Figure 14 shows the effectiveness of end anchorage on the flexurally strengthened NSM steel specimens. The specimens strengthened with NSM steel and end anchorage experienced higher ultimate loads and deflection than the beams strengthened with only NSM steel bars. Due to NSM steel with end anchorage strengthened specimens which used full strength of strengthening reinforcement by contrast only NSM steel strengthened specimens used few strengths.
The experimental investigation was conducted to study the effect of CFRP end anchorage on the flexural strength of RC beam specimens strengthened with NSM steel bars. The flexural capacity, deflection, mode of failure, concrete top fiber strain, tensile strain of main rebar, and crack widths of each of tested beams were analyzed. From the experimental results the subsequent conclusions can be drawn.(i)The NSM steel without end anchorage increased the flexural strength up to 84%. By contrast, NSM steel with end anchorage increased up to 132% (Figure 3(b)) compared to the control beam. Therefore, end anchorage significantly enhanced the flexural strength (48% higher than that without end anchors).(ii)The strengthened beams reduced the deflection (Figure 9), compressive strain of concrete (Figure 10), and tensile strain of internal reinforcement (Figure 11) compared to the control beam due to higher stiffness.(iii)The NSM steel strengthened specimens without end anchorage showed concrete cover separation failure. However, the proposed U-wrap end anchorage using CFRP fabrics on the NSM steel strengthened specimens exhibited flexural failure. Therefore, end anchorage with CFRP fabrics eliminated the concrete cover separation failure.(iv)The NSM steel with end anchorage increased first cracking loads and number of cracks and decreased the width of cracks more than strengthened specimens without end anchorage.(v)At failure, NSM with end anchors exhibited larger deflection than NSM without end anchors. Hence, U-wrap end anchorage had an important effect on the deflection.(vi)End anchorage enhances the ductility of NSM strengthened RC beams.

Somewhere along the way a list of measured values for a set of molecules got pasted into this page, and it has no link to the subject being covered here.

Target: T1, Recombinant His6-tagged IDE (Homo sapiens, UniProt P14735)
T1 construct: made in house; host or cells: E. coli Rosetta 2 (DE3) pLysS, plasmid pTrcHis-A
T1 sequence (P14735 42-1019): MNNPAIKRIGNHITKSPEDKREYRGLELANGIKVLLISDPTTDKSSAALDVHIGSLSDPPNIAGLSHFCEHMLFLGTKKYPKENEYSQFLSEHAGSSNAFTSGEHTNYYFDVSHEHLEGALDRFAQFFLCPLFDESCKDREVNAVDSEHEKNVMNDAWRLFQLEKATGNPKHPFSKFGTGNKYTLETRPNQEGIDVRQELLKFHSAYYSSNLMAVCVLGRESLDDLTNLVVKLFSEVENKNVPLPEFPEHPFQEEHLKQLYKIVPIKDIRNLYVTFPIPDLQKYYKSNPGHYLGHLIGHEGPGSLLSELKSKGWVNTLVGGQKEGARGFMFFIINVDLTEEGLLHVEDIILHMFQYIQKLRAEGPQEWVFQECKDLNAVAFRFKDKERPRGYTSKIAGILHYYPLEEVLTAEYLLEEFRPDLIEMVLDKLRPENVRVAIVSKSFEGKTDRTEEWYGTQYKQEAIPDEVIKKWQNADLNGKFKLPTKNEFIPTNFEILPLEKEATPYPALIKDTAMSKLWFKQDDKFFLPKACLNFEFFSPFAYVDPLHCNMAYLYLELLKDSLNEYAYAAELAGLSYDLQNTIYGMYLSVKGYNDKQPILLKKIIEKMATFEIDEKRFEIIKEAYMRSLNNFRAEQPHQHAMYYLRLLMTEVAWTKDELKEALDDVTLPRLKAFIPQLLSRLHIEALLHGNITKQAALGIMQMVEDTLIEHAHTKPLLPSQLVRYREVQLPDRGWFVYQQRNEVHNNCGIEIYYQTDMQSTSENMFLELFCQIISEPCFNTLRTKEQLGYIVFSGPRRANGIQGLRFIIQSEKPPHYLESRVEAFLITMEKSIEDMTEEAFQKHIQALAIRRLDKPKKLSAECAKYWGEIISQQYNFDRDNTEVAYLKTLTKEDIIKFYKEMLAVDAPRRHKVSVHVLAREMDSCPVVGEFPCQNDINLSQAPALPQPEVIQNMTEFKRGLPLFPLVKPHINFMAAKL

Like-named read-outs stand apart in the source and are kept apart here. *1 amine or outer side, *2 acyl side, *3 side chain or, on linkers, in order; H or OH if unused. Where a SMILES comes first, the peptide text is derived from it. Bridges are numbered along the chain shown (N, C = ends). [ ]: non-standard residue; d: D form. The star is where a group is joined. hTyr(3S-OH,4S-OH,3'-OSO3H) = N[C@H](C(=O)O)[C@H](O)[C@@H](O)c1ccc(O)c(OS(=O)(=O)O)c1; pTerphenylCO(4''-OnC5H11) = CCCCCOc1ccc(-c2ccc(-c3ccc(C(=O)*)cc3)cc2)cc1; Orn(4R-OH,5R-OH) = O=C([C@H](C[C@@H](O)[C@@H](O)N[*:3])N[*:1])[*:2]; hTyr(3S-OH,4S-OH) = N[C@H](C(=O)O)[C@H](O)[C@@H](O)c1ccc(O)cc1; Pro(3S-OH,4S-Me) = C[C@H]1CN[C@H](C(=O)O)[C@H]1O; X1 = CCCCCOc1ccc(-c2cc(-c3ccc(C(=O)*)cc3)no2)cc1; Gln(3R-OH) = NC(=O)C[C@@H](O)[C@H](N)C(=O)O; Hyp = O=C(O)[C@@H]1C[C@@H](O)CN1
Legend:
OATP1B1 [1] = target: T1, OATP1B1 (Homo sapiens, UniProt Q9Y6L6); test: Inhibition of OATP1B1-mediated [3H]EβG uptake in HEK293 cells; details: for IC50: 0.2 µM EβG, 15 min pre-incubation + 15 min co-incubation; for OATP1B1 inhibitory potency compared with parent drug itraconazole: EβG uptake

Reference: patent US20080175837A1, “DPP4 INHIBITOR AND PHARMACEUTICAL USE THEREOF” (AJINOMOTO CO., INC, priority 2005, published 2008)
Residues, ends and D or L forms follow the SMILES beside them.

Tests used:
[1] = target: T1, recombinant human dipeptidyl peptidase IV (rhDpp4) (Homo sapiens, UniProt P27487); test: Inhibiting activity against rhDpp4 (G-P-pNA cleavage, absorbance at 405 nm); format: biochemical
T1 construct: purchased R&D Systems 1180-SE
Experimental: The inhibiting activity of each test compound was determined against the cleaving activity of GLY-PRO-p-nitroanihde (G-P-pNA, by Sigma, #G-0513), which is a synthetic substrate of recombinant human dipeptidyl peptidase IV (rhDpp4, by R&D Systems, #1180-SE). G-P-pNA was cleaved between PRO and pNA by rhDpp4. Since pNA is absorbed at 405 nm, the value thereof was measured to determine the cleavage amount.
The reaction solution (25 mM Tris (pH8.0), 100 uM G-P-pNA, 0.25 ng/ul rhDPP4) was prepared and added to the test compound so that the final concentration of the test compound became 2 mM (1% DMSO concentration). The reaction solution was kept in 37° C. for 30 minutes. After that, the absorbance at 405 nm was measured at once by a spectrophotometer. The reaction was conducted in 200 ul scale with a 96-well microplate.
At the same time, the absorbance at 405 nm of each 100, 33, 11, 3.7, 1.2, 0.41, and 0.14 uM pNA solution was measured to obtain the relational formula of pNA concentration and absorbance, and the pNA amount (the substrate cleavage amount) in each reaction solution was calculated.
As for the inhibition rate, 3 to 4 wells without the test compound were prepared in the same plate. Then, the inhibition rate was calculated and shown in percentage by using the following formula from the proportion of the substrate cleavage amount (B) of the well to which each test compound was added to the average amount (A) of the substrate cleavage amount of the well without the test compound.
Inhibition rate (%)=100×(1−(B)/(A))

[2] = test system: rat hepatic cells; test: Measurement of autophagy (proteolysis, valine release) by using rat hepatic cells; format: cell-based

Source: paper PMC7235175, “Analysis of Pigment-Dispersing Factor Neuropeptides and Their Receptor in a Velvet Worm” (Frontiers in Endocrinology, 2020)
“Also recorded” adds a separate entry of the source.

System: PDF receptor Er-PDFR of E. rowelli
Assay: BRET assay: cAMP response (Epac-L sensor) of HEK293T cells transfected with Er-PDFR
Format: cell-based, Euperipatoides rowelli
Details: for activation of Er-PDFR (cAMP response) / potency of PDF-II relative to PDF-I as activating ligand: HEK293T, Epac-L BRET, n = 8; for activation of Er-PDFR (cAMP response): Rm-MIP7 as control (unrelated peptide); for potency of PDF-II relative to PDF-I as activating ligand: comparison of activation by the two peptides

Conflict of Interests
The authors declare that there is no conflict of interests regarding the publication of this paper.
The authors gratefully acknowledge the financial support from the University of Malaya Research Grant RP018-2012A.